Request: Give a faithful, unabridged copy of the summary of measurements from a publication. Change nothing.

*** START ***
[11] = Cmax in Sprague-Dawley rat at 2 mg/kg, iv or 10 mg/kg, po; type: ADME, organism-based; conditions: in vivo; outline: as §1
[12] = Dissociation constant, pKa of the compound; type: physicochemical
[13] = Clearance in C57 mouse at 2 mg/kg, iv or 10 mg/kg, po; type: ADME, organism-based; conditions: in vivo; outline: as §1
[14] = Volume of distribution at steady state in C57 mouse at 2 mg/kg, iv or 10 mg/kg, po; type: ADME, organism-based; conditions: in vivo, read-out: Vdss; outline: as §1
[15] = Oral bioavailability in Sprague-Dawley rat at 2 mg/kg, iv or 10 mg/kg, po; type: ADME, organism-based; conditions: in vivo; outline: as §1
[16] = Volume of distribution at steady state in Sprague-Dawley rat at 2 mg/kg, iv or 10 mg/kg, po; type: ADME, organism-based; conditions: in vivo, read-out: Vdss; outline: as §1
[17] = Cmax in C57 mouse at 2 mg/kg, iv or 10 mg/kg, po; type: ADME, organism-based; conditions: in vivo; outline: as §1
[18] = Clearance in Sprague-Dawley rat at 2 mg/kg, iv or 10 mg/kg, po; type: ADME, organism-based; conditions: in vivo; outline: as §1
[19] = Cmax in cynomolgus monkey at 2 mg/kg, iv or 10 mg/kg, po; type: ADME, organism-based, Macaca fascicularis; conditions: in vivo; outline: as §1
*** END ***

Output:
[11] = Cmax in Sprague-Dawley rat at 2 mg/kg, iv or 10 mg/kg, po; type: ADME, organism-based; conditions: in vivo; outline: as §1
[12] = Dissociation constant, pKa of the compound; type: physicochemical
[13] = Clearance in C57 mouse at 2 mg/kg, iv or 10 mg/kg, po; type: ADME, organism-based; conditions: in vivo; outline: as §1
[14] = Volume of distribution at steady state in C57 mouse at 2 mg/kg, iv or 10 mg/kg, po; type: ADME, organism-based; conditions: in vivo, read-out: Vdss; outline: as §1
[15] = Oral bioavailability in Sprague-Dawley rat at 2 mg/kg, iv or 10 mg/kg, po; type: ADME, organism-based; conditions: in vivo; outline: as §1
[16] = Volume of distribution at steady state in Sprague-Dawley rat at 2 mg/kg, iv or 10 mg/kg, po; type: ADME, organism-based; conditions: in vivo, read-out: Vdss; outline: as §1
[17] = Cmax in C57 mouse at 2 mg/kg, iv or 10 mg/kg, po; type: ADME, organism-based; conditions: in vivo; outline: as §1
[18] = Clearance in Sprague-Dawley rat at 2 mg/kg, iv or 10 mg/kg, po; type: ADME, organism-based; conditions: in vivo; outline: as §1
[19] = Cmax in cynomolgus monkey at 2 mg/kg, iv or 10 mg/kg, po; type: ADME, organism-based, Macaca fascicularis; conditions: in vivo; outline: as §1